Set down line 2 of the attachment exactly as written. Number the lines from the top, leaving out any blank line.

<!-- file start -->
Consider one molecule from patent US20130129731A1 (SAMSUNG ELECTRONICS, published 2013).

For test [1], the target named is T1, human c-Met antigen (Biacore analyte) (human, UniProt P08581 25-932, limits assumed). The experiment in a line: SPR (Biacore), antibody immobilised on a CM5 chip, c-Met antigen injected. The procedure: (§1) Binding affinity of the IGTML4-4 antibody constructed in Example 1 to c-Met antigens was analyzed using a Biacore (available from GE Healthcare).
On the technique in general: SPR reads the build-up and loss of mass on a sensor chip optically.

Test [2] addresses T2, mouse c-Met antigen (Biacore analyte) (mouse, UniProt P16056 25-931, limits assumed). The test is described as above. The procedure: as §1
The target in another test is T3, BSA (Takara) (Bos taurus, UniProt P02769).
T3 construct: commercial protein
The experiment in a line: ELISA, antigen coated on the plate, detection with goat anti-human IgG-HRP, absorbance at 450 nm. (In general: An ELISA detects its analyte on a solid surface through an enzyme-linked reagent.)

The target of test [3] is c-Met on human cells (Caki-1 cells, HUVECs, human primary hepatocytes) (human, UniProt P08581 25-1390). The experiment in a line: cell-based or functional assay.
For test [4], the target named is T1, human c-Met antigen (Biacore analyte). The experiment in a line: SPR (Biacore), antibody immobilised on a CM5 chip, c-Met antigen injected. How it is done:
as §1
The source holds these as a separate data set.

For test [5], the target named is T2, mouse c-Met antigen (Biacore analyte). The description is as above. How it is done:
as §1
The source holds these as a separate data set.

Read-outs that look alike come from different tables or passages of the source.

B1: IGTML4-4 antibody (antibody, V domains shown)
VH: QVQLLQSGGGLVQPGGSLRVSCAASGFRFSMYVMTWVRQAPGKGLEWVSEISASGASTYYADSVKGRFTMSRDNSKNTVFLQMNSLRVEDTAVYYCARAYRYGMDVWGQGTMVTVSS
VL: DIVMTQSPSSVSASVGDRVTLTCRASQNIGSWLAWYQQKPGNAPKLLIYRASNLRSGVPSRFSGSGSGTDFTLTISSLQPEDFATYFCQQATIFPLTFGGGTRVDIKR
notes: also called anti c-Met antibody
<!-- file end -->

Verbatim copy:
For test [1], the target named is T1, human c-Met antigen (Biacore analyte) (human, UniProt P08581 25-932, limits assumed). The experiment in a line: SPR (Biacore), antibody immobilised on a CM5 chip, c-Met antigen injected. The procedure: (§1) Binding affinity of the IGTML4-4 antibody constructed in Example 1 to c-Met antigens was analyzed using a Biacore (available from GE Healthcare).